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Young people's use of digital media may result in various innovations and unexpected outcomes, from the use of videogame technologies to create films to the effect of home digital media on family life. This volume examines the core issues that arise when digital media use results in unintended learning experiences and unanticipated social encounters. The contributors examine the complex mix of emergent practices and developments online and elsewhere that empower young users to function as drivers of technological change, recognizing that these new technologies are embedded in larger social systems, school, family, friends.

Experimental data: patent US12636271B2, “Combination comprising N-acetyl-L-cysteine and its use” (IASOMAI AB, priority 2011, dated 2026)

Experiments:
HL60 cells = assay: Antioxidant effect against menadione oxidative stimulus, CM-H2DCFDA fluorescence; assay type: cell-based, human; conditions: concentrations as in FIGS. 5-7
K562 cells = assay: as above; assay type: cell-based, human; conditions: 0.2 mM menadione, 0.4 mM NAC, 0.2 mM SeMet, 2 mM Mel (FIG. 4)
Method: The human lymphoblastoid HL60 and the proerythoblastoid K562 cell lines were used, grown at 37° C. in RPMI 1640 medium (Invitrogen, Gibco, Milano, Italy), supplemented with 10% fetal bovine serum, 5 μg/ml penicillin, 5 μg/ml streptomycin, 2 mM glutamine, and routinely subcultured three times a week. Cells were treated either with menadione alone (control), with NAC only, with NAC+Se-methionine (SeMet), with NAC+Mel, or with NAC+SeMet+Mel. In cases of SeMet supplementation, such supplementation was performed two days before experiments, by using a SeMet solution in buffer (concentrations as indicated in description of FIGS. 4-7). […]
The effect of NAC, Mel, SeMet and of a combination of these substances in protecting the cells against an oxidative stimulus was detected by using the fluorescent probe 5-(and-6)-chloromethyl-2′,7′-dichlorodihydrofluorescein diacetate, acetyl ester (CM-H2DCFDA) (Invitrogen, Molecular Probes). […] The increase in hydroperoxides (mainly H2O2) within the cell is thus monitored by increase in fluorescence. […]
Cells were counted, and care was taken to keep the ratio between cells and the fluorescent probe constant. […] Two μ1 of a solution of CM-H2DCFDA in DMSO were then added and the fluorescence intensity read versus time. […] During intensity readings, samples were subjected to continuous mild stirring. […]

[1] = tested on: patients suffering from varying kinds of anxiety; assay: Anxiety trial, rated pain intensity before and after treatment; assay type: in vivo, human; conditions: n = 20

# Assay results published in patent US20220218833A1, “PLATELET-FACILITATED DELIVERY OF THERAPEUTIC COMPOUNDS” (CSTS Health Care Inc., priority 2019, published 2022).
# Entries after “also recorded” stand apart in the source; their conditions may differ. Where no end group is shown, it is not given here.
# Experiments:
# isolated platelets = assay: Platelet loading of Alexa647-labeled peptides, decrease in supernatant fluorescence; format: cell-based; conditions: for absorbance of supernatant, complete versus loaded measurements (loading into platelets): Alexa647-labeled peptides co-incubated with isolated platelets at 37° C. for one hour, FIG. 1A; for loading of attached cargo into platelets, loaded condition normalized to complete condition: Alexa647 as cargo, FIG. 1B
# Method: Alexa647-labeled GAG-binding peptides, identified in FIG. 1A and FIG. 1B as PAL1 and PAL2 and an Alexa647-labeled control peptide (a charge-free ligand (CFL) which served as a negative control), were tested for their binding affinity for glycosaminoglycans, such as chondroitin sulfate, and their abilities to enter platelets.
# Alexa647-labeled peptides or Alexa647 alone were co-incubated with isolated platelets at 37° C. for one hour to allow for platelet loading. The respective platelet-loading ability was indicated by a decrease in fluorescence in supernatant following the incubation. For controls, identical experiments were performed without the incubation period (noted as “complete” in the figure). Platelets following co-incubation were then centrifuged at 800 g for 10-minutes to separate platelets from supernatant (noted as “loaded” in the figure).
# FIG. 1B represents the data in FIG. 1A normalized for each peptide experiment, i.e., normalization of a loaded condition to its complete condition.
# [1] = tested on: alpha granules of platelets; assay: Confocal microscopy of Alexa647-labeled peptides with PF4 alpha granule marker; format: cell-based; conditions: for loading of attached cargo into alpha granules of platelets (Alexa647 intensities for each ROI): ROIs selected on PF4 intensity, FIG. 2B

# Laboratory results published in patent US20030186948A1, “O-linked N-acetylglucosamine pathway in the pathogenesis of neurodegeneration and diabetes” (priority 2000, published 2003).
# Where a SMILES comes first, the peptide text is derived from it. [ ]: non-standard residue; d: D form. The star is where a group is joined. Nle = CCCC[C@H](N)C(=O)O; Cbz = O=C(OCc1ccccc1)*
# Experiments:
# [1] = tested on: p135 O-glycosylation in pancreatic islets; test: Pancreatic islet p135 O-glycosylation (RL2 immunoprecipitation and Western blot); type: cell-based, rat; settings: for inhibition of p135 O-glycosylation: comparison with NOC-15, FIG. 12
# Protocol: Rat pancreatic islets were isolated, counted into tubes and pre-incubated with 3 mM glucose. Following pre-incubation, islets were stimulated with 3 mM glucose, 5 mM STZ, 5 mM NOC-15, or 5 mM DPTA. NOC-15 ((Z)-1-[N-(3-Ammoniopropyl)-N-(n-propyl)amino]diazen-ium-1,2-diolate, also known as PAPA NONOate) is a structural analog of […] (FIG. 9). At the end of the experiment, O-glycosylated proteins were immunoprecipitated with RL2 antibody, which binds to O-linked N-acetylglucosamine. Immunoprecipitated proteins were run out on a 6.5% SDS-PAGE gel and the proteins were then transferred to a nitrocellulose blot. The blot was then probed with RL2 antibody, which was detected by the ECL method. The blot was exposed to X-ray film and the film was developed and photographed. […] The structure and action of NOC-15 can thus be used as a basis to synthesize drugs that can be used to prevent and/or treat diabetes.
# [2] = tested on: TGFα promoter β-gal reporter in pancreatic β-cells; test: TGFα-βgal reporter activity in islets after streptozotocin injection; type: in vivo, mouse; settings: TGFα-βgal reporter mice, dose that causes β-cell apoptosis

The chapters consider such topics as (un)equal access across economic, racial, and ethnic lines; media panics and social anxieties;
policy and Internet protocols; media literacy; citizenship vs. consumption; creativity and collaboration; digital media and gender equity; shifting notions of temporality; and defining the public/private divide.
Contributors:Steve Anderson, Anne
Balsamo, Justine Cassell, Meg Cramer, Robert A. Heverly, Paula K Hooper, Sonia Livingstone, Henry
Lowood, Robert Samuels, Christian Sandvig, Ellen Seiter, Sarita Yardi.
The MIT Press